Cut a Syrian Deal with Moscow First

Western policy toward the Mideast is replete with contradictions that undermine Western goals by preventing the West from making any progress: violent regime change leads to chaos which leads to the empowerment of autocrats claiming to be pro-West and jihadis searching for ways to attack the West. Both Moscow’s intervention in Syria and Ankara’s turn toward repression first of the civil liberties of Kurds and then also the civil liberties of all Turkey’s citizens appear at first glance to constitute a new and serious pair of additional obstacles for Western interest, with the new rapprochement between Moscow and Ankara only seeming to make things worse…but the clouds on the strategic horizon may hide an opportunity.

The fool’s game of stimulating Sunni extremists by destabilizing Mideast regimes and leaving a power vacuum for jihadis to fill or by actually supporting jihadis is a practice that the West needs to abandon. Easier said than done, but perhaps the Turkish situation presents an opportunity. Stopping the global Islamic State menace is more important than regime change within Syria, especially since the only approach anyone seems able to come up with for that regime change is endless chaos for Syrians and the empowerment of Sunni extremists. Hence the double attraction of a Western deal with Moscow to oppose jihadis in Syria and negotiate the details of who rules in Damascus and how far the rule of Damascus extends with Putin. This approach seems likely to further reduce Turkey’s role in Syria, a plus for both Moscow and Washington, while leaving the door open to improved US-Russian coordination against the Islamic State and, perhaps, in support of the stateless Kurds. With the international emphasis thus shifted to focus on the Islamic State, quiet efforts to encourage Ankara to start moving back toward the protection of civil liberties for all its citizens, from ethnic Turkish journalists to ethnic Kurdish voters might make some slow headway as time passes and Erdogan begins to reflect on the costs of rising repression. Pressure on Ankara right now is likely to be counterproductive; for the West to clean up its own foreign policy stance vis-a-vis the broader Mideast first would put the West in a stronger negotiating position for the difficult conversation about Turkey’s future that lies ahead.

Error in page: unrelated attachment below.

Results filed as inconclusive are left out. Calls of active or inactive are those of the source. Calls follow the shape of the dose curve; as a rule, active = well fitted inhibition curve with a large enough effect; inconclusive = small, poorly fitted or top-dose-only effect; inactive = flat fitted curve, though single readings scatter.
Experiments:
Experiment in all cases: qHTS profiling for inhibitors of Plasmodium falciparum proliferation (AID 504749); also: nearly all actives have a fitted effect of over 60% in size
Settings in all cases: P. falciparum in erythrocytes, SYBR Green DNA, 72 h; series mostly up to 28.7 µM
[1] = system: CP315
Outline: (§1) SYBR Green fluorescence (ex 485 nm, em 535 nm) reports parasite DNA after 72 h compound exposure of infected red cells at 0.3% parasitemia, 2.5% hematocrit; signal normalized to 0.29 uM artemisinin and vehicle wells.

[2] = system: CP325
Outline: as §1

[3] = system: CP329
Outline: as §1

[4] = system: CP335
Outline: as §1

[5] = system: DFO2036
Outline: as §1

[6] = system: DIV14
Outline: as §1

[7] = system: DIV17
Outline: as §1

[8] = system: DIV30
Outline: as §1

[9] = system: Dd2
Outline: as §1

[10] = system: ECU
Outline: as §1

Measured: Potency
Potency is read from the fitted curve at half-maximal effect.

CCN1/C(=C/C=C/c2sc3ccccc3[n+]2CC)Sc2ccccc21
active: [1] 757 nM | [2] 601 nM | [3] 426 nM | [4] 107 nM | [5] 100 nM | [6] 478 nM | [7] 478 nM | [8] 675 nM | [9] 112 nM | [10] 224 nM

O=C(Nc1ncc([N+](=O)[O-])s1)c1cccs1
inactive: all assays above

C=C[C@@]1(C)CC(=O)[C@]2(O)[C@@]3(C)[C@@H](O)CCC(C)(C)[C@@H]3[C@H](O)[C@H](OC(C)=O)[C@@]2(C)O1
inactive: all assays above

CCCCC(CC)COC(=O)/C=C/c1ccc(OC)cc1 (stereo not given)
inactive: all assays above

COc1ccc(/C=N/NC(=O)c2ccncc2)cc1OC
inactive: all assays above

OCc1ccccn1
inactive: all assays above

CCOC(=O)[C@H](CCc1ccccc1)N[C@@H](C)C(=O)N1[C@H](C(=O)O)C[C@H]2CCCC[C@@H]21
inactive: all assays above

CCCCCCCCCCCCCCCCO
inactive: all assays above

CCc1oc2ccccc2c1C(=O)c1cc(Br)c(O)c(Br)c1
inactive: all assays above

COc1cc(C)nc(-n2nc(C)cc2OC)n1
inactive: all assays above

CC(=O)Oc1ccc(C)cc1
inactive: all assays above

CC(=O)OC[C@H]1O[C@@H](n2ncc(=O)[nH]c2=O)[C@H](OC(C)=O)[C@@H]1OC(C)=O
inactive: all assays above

Trying to march in every direction simultaneously results in tripping over one’s own feet. The priority goal for Western Mideast policy should be to stop doing harm, i.e., to stop facilitating the rising jihadi menace. Aiding a badly compromised Syrian revolt against Assad and enticing Ankara to return to moderation and democratization can take second place. As for ensuring American mastery of the sands of Araby, well, that was always the chasing of a mirage.

 

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